SaaS migration actions include the following:
- Conduct online questionnaire interviews to compile configurations for the SaaS functional setup manager.
- Deploy automated and secure software to prepare all data and install it directly into the target instance.
- Automate master data/configuration upload to stand up SaaS instances with future-state business processes.
- Provide reports and dashboards to review configuration injections and ensure that all configurations are loaded, correct and supported.
Deploy tools that allow configuration simulations and comparisons to test different scenarios and migrate configurations between environments.
- Build reconciliation reports to compare key source-to-target data movements like opening balances and the number of transaction records.
- Establish a test repository with scenario descriptions, test scripts, userconfigurable workbooks and other assets.
- Provision a testing-as-a-service automated tool to significantly reduce testing time and costs for quarterly updates and to help deliver high-quality solutions.
Post-implementation: Process optimisation
Optimising and automating processes drives continuous improvement and innovation for the newly transformed SaaS solution. Post-migration actions include the following:
- Take advantage of customer feedback, regulatory changes and other information SaaS providers collect and prioritise as part of each quarterly rollout to enable better quality and performance.
- Play an active role in community forums, customer communities and product events.
- Incorporate release upgrades every quarter to keep the staged environment up to date. Maintain a regression plan. Maintain product release notes and roadmap.
- Provide managed services, including continuous delivery, for perpetual support and governance of cloud applications, including quarterly updates and automated testing.
- Define the cadence of production-to-test refresh, including data masking automation.
- Align change requests/suggestions with the product roadmap to determine if the SaaS provider is already delivering the update in release.
- Create a dashboard to monitor the performance of integrations to ensure timely delivery of data to vendors and regulatory bodies.
- Deploy tools and techniques that eliminate waste from existing business processes and simplify and standardise process flows. Cognitive/artificial intelligence (AI) tools serving as a virtual workforce, for example, can rapidly improve speed and quality while reducing costs. Even simple automations, strategically deployed, are immediately effective.
- Leverage automation insights to identify automation candidates and ensure that cognitive/AI tools are executing each automation step successfully as planned, even as processes and technologies change.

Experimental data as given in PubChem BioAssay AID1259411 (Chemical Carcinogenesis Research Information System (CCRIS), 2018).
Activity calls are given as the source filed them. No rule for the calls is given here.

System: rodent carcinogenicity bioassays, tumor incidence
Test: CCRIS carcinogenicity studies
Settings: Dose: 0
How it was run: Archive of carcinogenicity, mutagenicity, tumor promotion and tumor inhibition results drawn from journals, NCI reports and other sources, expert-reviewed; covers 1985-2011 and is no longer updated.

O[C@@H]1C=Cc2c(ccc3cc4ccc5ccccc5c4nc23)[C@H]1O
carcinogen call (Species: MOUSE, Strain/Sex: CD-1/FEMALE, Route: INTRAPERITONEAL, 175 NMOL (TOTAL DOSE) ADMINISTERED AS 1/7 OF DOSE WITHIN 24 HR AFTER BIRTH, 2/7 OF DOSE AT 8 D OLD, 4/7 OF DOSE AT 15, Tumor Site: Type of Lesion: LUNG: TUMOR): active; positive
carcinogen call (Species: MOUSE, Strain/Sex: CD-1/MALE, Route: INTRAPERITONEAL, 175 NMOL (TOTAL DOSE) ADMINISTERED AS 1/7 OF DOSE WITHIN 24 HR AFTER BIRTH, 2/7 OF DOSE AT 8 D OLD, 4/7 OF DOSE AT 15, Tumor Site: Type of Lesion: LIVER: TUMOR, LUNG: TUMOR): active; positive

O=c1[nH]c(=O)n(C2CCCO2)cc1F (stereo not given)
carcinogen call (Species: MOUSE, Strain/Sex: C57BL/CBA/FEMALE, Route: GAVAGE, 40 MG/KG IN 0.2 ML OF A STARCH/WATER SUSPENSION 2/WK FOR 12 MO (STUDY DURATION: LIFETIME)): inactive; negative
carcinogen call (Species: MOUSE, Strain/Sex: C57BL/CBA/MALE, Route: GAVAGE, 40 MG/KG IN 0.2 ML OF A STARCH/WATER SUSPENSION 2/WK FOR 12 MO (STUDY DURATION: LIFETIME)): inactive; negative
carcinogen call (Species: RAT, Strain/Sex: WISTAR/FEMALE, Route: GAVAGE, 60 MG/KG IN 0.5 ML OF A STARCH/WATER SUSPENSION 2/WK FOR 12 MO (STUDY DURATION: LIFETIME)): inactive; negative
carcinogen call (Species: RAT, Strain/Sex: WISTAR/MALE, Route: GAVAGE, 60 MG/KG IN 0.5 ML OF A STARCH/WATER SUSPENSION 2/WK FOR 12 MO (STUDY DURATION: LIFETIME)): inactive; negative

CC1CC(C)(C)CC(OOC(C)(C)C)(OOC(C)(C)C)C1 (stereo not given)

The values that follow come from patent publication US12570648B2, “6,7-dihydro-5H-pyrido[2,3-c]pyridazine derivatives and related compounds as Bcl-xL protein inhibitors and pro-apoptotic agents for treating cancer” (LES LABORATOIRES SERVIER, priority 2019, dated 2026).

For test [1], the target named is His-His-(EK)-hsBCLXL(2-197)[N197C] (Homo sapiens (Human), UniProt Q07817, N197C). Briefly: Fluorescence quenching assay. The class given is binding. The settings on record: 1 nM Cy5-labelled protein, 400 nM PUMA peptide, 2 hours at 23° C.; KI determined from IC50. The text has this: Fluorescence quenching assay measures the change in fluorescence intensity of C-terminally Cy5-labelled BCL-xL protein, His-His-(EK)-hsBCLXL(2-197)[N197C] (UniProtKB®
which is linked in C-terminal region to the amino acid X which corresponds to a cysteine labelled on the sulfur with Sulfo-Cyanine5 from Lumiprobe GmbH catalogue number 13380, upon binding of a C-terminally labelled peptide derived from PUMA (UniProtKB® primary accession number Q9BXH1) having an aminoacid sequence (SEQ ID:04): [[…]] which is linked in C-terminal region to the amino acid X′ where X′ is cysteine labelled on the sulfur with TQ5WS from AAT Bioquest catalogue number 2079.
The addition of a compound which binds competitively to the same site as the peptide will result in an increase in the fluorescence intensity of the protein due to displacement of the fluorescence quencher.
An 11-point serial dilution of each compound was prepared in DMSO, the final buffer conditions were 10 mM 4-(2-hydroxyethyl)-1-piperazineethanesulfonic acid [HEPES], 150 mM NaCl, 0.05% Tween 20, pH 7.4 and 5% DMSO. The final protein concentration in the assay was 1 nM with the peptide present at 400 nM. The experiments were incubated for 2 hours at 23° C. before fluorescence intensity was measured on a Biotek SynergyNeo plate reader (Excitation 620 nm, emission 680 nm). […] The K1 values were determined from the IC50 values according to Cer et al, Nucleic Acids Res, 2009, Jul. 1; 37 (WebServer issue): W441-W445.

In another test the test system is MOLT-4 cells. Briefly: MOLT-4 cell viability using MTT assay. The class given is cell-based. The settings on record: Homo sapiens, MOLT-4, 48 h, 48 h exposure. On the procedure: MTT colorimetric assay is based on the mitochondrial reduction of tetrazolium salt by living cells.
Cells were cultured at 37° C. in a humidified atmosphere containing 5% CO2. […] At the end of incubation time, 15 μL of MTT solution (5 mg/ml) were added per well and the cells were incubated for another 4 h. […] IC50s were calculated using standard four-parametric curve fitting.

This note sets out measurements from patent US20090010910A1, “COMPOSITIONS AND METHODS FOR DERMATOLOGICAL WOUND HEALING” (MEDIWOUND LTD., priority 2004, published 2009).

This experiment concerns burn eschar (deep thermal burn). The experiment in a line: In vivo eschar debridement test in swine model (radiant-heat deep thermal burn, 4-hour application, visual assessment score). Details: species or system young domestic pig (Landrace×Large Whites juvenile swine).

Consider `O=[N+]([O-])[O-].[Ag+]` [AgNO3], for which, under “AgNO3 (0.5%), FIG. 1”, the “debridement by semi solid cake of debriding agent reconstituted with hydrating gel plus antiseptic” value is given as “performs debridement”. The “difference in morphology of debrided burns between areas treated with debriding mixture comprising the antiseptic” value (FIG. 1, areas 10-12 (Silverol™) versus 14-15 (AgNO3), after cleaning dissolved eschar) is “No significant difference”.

Determine the financial benefit of cloud adoption
To understand the financial impact of the shift from CAPEX to OPEX on any cloud business case, start by accounting for cloud costs in ongoing budgeting and forecasting. IT and IT finance can help capitalise cloud implementation costs. Be sure to consider the financial implications of writing down IT assets that have “book value” left on amortisation schedules.
Each step of the transformation journey calls for different parameters:
- Business case development (early adoption). Create an enterprise-wide financial view estimating costs, business drivers and an optimal migration timeline.
- Application and operational cost projections (early to intermediate adoption). Understand the cost per application and estimate the projected run rate to compare sourcing costs and operational budget requirements.
- Internal transition model (intermediate). Create a transparent, fact-based transition model to monitor current costs and implement controls to prevent overages in cloud spend.
- Cost efficiency, optimisation and controls (mature cloud organisation). Establish governance to optimise spend, resource utilisation and cost transparency. Provide additional control and budgeting capabilities for cloud adoption.
Road to success
The goal of SaaS migration is to implement and optimise quality cloud solutions, reduce risk and improve business outcomes. The right people, change management and technology — including a measured, data-driven approach that deploys automated tools and starts with a machine-generated digital baseline and migration blueprint — can go a long way toward making the move to cloud smooth and successful.